Microbial sunscreens.

Siezen RJ - Microb Biotechnol (2011)

Filaments of the cyanobacterium Lyngbya sp. with sheaths coloured by the yellow to red‐brown UV protectant scytonemin (see arrow); bar = 10 µm. Reprinted from Sinha and Hader (2008) with permission from Elsevier.
© Copyright Policy
Related In: Results  -  Collection

Show All Figures
getmorefigures.php?uid=PMC3815790&req=5

f1: Filaments of the cyanobacterium Lyngbya sp. with sheaths coloured by the yellow to red‐brown UV protectant scytonemin (see arrow); bar = 10 µm. Reprinted from Sinha and Hader (2008) with permission from Elsevier.
Mentions: Basking in the sun on an Australian beach, I began to feel a burning sensation from excessive UV irradiation and decided not to wait for the ozone layer to return. As first aid I scraped some algae and cyanobacteria from the blistering rocks and smeared them on my exposed skin. Why? Because these organisms contain sunscreen compounds to protect themselves from harmful doses of UV‐B (280–315 nm) and UV‐A (315–400 nm) radiation. Cyanobacteria are prominent in many superficial habitats exposed to high solar irradiance, including deserts, polar regions and intertidal marine flats. On rocky marine substrates, many cyanobacteria form crusts or small cushions in the high intertidal or supratidal zone. In response to intense solar radiation, cyanobacteria and some other microorganisms have evolved a variety of defence mechanisms including the biosynthesis of UV‐absorbing/screening compounds such as mycosporine‐like amino acids (MAAs) and scytonemin. So far, scytonemin has been found to be produced mainly by cyanobacteria (Fig. 1), while mycosporine and MAAs are widespread and are accumulated by a range of microorganisms, prokaryotic (cyanobacteria) as well as eukaryotic (microalgae, yeasts and fungi), and a variety of marine macroalgae, corals and other marine life forms. Excellent reviews on this topic can be found in Klisch and Hader (2008), Sinha and Hader (2008), Rastogi and Sinha (2009), Rastogi et al. (2010) and Singh et al. (2010a).

View Article: PubMed Central - PubMed

Affiliation: Kluyver Centre for Genomics of Industrial Fermentation, Delft, the Netherlands. r.siezen@cmbi.ru.nl

AUTOMATICALLY GENERATED EXCERPT
Please rate it.

In response to intense solar radiation, cyanobacteria and some other microorganisms have evolved a variety of defence mechanisms including the biosynthesis of UV‐absorbing/screening compounds such as mycosporine‐like amino acids (MAAs) and scytonemin... So far, scytonemin has been found to be produced mainly by cyanobacteria (Fig.  1), while mycosporine and MAAs are widespread and are accumulated by a range of microorganisms, prokaryotic (cyanobacteria) as well as eukaryotic (microalgae, yeasts and fungi), and a variety of marine macroalgae, corals and other marine life forms... A brief overview is given here to wet your appetite... Mycosporines and MAAs are colourless compounds found intracellularly in many marine and freshwater organisms... Cyanobacteria make primarily mycosporine‐glycine, shinorine, porphyra‐334 and palythinol, while fungi make mainly mycosporine‐glutaminol/glutamicol‐glucoside and macroalgae make various other MAAs... MAAs found in higher animals are derived from their algal diet... Recently, the initial steps in the biosynthesis of mycosporines and MAAs in Anabaena variabilis were elegantly elucidated... A cluster of four genes (Fig.  3A) was found to be responsible for conversion of the common pentose phosphate pathway intermediate sedoheptulose 7‐phosphate into shinorine (Fig.  3B)... In cyanobacteria, all gene clusters contain the first three genes to generate the main intermediate mycosporine‐glycine, while additional genes vary... Cyanobacteria produce the indole alkaloid scytonemin as part of their response strategy for survival in environmentally stressed conditions, particularly in pulsed‐irradiation conditions such as in hot and cold deserts... It is found as a yellow (oxidized) to red‐brown (reduced), lipid‐soluble pigment in the extracellular sheaths or other polysaccharide structures (Fig.  1)... In this gene cluster there is a redundant set of genes coding for shikimic acid and aromatic acid biosynthesis enzymes, leading to the production of tryptophan and p‐hydroxyphenylpyruvate, which are the likely precursors of scytonemin (Fig.  4)... The fact that gene clusters for both scytonemin and MAAs biosynthesis are present in the sequenced genomes of Nostoc, Anabaena, Cyanothece, Nodularia and Lyngbya strains (Table 1) suggests that it is common for cyanobacteria to produce both sunscreen compounds, giving full protection over a wide UV radiation range.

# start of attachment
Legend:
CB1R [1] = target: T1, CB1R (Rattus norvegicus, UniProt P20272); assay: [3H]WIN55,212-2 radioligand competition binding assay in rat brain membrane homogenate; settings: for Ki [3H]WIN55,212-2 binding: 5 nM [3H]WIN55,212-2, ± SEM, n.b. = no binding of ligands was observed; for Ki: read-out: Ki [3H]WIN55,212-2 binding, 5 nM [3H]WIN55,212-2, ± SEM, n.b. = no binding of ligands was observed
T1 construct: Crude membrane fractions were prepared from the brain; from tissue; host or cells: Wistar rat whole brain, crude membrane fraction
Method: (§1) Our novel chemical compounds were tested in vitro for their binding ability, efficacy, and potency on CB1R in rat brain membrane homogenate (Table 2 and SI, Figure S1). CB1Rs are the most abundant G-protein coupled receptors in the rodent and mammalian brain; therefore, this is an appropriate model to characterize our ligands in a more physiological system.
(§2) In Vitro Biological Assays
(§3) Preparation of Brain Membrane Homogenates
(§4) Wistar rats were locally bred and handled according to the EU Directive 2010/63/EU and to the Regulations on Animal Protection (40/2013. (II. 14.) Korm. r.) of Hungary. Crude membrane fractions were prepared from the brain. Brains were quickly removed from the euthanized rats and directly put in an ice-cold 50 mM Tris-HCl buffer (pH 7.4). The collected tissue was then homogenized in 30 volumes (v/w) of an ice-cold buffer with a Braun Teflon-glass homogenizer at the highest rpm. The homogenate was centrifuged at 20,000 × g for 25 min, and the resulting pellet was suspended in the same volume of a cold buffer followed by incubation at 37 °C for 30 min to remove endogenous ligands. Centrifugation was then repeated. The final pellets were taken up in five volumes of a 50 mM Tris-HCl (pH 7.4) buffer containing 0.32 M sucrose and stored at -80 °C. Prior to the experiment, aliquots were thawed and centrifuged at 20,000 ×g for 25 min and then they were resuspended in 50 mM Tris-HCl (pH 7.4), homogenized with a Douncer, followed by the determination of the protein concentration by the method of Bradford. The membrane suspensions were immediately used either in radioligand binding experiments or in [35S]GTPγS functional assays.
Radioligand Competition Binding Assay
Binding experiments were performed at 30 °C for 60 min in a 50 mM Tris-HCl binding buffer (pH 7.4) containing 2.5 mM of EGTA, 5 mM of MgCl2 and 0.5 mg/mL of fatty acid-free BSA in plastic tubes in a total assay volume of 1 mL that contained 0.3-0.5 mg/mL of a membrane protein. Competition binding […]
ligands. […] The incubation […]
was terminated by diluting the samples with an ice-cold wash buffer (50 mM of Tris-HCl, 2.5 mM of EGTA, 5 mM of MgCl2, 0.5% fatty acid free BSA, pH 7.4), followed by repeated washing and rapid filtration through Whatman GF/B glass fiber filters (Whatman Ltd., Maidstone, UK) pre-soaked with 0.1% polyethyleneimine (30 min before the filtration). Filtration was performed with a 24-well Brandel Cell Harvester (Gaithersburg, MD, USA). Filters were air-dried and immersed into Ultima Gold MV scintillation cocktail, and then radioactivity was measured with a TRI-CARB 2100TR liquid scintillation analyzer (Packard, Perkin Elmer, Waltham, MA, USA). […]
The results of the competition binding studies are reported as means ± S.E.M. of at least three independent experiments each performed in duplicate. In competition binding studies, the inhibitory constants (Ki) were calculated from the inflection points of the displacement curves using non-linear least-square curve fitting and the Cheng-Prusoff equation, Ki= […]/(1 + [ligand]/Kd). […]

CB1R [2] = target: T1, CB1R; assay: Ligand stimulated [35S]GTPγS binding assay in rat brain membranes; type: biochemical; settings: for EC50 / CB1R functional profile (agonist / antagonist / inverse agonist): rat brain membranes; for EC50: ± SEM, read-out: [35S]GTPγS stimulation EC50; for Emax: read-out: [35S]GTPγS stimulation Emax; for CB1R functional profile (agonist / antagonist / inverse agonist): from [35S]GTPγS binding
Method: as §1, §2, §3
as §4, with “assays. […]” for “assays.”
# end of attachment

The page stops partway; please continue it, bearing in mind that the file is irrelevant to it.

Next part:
Show MeSH